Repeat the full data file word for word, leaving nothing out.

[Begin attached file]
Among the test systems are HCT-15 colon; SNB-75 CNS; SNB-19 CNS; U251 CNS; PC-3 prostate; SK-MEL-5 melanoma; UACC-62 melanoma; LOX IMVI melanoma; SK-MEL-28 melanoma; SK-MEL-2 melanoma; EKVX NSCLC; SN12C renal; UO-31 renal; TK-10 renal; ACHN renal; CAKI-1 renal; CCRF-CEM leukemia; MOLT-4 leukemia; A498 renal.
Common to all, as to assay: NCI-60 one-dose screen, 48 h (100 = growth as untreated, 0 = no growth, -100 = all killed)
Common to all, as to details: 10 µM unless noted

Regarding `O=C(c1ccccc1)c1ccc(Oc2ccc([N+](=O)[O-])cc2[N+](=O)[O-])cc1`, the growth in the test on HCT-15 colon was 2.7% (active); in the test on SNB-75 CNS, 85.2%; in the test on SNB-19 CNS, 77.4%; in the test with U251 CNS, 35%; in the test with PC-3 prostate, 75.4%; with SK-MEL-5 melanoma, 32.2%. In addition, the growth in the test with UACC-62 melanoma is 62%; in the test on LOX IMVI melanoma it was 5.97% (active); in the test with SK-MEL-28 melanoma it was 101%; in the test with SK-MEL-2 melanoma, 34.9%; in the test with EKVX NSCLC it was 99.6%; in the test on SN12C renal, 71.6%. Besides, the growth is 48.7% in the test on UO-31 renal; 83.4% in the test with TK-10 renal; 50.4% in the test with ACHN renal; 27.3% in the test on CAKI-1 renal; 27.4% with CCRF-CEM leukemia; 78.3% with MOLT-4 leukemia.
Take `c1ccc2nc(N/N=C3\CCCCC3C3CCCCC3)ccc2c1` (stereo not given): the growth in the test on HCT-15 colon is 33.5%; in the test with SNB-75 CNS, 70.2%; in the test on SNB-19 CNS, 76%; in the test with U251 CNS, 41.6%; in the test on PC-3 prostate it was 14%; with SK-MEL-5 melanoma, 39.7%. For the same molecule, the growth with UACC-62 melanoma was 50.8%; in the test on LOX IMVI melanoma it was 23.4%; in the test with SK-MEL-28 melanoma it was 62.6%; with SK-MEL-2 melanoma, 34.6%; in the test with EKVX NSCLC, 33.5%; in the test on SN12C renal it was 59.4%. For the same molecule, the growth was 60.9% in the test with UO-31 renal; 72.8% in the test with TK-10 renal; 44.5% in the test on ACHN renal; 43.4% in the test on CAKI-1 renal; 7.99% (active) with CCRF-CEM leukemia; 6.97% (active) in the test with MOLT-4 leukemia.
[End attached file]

Among the test systems are HCT-15 colon; SNB-75 CNS; SNB-19 CNS; U251 CNS; PC-3 prostate; SK-MEL-5 melanoma; UACC-62 melanoma; LOX IMVI melanoma; SK-MEL-28 melanoma; SK-MEL-2 melanoma; EKVX NSCLC; SN12C renal; UO-31 renal; TK-10 renal; ACHN renal; CAKI-1 renal; CCRF-CEM leukemia; MOLT-4 leukemia; A498 renal.
Common to all, as to assay: NCI-60 one-dose screen, 48 h (100 = growth as untreated, 0 = no growth, -100 = all killed)
Common to all, as to details: 10 µM unless noted

Regarding `O=C(c1ccccc1)c1ccc(Oc2ccc([N+](=O)[O-])cc2[N+](=O)[O-])cc1`, the growth in the test on HCT-15 colon was 2.7% (active); in the test on SNB-75 CNS, 85.2%; in the test on SNB-19 CNS, 77.4%; in the test with U251 CNS, 35%; in the test with PC-3 prostate, 75.4%; with SK-MEL-5 melanoma, 32.2%. In addition, the growth in the test with UACC-62 melanoma is 62%; in the test on LOX IMVI melanoma it was 5.97% (active); in the test with SK-MEL-28 melanoma it was 101%; in the test with SK-MEL-2 melanoma, 34.9%; in the test with EKVX NSCLC it was 99.6%; in the test on SN12C renal, 71.6%. Besides, the growth is 48.7% in the test on UO-31 renal; 83.4% in the test with TK-10 renal; 50.4% in the test with ACHN renal; 27.3% in the test on CAKI-1 renal; 27.4% with CCRF-CEM leukemia; 78.3% with MOLT-4 leukemia.
Take `c1ccc2nc(N/N=C3\CCCCC3C3CCCCC3)ccc2c1` (stereo not given): the growth in the test on HCT-15 colon is 33.5%; in the test with SNB-75 CNS, 70.2%; in the test on SNB-19 CNS, 76%; in the test with U251 CNS, 41.6%; in the test on PC-3 prostate it was 14%; with SK-MEL-5 melanoma, 39.7%. For the same molecule, the growth with UACC-62 melanoma was 50.8%; in the test on LOX IMVI melanoma it was 23.4%; in the test with SK-MEL-28 melanoma it was 62.6%; with SK-MEL-2 melanoma, 34.6%; in the test with EKVX NSCLC, 33.5%; in the test on SN12C renal it was 59.4%. For the same molecule, the growth was 60.9% in the test with UO-31 renal; 72.8% in the test with TK-10 renal; 44.5% in the test on ACHN renal; 43.4% in the test on CAKI-1 renal; 7.99% (active) with CCRF-CEM leukemia; 6.97% (active) in the test with MOLT-4 leukemia.